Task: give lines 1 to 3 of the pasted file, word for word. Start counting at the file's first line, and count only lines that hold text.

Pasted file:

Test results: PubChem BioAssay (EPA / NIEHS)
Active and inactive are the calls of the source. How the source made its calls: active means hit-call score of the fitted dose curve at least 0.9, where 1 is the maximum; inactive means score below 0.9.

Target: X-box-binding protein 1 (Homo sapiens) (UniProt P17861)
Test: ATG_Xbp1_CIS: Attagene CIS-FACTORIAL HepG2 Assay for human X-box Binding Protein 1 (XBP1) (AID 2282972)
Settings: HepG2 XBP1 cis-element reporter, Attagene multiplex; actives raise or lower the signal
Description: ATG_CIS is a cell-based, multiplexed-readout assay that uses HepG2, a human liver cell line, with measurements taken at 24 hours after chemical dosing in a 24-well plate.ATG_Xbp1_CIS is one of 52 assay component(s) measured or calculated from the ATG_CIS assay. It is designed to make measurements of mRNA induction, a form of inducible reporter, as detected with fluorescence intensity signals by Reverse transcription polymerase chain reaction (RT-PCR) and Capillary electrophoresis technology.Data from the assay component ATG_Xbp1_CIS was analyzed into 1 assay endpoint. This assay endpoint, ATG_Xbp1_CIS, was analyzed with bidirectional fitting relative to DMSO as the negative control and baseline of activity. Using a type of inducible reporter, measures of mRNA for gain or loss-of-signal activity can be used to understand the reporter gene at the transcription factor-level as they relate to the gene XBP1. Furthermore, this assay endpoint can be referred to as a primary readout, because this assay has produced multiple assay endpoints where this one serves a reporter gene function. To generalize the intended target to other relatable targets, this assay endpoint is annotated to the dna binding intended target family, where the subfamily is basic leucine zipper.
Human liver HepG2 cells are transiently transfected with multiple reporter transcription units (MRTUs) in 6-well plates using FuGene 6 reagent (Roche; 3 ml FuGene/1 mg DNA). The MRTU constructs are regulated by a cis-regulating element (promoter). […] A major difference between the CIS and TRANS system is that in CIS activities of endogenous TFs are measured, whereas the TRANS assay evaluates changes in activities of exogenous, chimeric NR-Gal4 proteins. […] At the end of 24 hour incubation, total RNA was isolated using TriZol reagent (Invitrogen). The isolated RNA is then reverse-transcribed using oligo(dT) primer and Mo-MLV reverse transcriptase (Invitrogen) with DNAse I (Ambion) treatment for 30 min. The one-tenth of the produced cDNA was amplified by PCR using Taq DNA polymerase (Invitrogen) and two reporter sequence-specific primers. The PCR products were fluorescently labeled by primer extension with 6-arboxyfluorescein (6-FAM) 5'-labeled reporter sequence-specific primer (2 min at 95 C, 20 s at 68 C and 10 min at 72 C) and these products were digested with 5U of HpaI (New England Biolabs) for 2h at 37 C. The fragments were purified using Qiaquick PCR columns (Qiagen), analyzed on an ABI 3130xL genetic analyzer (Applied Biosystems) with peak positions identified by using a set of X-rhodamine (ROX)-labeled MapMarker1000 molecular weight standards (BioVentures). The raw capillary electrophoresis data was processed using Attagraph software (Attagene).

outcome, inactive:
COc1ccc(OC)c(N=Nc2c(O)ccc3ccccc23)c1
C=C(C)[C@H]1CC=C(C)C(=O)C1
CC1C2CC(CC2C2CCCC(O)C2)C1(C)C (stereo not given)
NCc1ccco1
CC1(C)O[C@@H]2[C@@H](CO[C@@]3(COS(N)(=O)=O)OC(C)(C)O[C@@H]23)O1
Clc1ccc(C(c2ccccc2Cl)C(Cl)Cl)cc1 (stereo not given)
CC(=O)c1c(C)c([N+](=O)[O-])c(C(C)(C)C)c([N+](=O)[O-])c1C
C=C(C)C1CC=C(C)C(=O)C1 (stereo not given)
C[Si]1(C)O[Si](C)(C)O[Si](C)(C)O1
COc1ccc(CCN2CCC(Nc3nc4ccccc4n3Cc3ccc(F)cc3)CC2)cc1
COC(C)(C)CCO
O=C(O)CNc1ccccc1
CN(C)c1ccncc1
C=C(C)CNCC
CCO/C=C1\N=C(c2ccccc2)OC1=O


Test results: PubChem BioAssay (EPA / NIEHS)
Active and inactive are the calls of the source. How the source made its calls: active means hit-call score of the fitted dose curve at least 0.9, where 1 is the maximum; inactive means score below 0.9.

Target: X-box-binding protein 1 (Homo sapiens) (UniProt P17861)